Throughout the month of March, students, faculty and staff have a chance to do this — thanks to the Mental Health Awareness Month, organized by the Western Canadian Veterinary Students’ Association.
And trust me, it’s important to take part.
I was diagnosed with depression during my undergraduate program, and I’ve suffered from anxiety during vet school. Looking back the anxiety wasn’t anything new, but the stress of this program affected my life much more negatively.
It’s been a struggle – some days are worse than others — but I’m making it through.
On a tough day, I always like to think back to what my professor, mentor and friend Dr. Patrick Jackson (Dr. J for short) encouraged students to do. He told us, “Be well. Your mental, physical and emotional health is more important than any grade, test or deadline.”
This has become my motto for my mental health journey and for vet school. And since we lost Dr. J to cancer in 2015, his advice has become even more relevant to me. I have learned to adjust my perspective: perfection isn’t necessary, knowing absolutely everything is impossible, and that is okay. Learn what you can, do how you do and improve for the next time.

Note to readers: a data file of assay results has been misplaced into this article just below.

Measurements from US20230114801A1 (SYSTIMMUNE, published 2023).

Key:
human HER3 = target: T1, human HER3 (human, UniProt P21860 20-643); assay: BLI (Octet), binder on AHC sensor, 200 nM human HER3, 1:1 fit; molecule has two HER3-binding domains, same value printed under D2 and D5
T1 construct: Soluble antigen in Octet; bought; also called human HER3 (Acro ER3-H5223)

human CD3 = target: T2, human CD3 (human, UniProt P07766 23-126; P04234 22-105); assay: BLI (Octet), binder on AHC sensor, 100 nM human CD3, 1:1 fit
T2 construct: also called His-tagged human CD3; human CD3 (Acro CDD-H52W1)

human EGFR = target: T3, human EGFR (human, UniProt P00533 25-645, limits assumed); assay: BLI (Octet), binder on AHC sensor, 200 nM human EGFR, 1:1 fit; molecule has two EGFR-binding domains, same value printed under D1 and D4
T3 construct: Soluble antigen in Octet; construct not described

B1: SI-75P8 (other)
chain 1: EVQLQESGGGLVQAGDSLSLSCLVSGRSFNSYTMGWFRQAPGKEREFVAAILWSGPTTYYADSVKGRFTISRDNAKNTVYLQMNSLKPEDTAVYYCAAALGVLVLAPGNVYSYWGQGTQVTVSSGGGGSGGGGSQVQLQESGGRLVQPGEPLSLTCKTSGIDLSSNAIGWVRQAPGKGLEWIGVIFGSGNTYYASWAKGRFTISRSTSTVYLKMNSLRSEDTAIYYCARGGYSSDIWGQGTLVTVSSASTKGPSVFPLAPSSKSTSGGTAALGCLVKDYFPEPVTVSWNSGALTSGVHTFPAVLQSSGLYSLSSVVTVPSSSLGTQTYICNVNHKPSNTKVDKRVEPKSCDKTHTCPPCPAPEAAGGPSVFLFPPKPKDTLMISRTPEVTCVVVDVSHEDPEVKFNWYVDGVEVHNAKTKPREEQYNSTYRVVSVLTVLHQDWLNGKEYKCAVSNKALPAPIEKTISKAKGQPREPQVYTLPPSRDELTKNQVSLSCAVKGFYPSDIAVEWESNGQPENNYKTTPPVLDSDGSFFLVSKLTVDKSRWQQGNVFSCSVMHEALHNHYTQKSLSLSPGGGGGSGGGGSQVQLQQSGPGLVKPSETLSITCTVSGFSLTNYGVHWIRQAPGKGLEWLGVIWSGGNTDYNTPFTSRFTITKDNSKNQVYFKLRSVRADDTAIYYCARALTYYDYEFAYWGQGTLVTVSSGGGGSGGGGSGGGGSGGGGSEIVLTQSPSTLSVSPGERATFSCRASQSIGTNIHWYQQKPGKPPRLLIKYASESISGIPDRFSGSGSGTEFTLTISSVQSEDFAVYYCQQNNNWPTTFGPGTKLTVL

During this month, I really encourage you to take part. For instance, we’ve planned some great lunch talks for each Thursday and yoga sessions for each Tuesday – including some with pets! We also have set up “Profs and Pets” sessions for most days. Students can stop by faculty members’ designated offices and get some pet snuggles during a visit. Conversations can be about mental health or not — it’s fairly informal.
There are lots of other wonderful events happening this month — make sure to check out the bulletin board by the college’s buffeteria for the full schedule. But once Mental Health Awareness Month is over, that doesn’t mean your self-care should stop. One thing I’ve committed to is attending pottery classes: I took it as a course during my undergraduate program, and I’ve made the time to pick it up again this year. It’s a nice way to “escape” for a couple of hours each week, and it helps me to think about something else other than school work.
I’m also taking the Mindful Veterinary Practice elective course with Dr. Trisha Dowling, and I have learned many new skills to help my mental health. And finally, don’t forget to get out and be active! I like to do intramural volleyball, and it makes me get out and exercise at least once a week.
Whatever you do, just pay attention to how you’re feeling and don’t be afraid to reach out. We’re all here to support each other — that’s what this month is all about.
Kendra Elliott of Cromer, Man., is a third-year veterinary student at the WCVM.